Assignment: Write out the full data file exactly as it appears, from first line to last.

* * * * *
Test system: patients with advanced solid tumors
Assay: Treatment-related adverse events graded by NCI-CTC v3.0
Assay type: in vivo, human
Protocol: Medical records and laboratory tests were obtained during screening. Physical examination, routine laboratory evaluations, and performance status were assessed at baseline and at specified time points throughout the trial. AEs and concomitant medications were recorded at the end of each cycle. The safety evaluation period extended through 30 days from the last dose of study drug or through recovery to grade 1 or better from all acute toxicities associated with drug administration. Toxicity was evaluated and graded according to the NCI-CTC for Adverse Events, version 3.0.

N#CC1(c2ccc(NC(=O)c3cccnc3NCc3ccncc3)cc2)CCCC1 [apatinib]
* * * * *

Test system: patients with advanced solid tumors
Assay: Treatment-related adverse events graded by NCI-CTC v3.0
Assay type: in vivo, human
Protocol: Medical records and laboratory tests were obtained during screening. Physical examination, routine laboratory evaluations, and performance status were assessed at baseline and at specified time points throughout the trial. AEs and concomitant medications were recorded at the end of each cycle. The safety evaluation period extended through 30 days from the last dose of study drug or through recovery to grade 1 or better from all acute toxicities associated with drug administration. Toxicity was evaluated and graded according to the NCI-CTC for Adverse Events, version 3.0.

N#CC1(c2ccc(NC(=O)c3cccnc3NCc3ccncc3)cc2)CCCC1 [apatinib]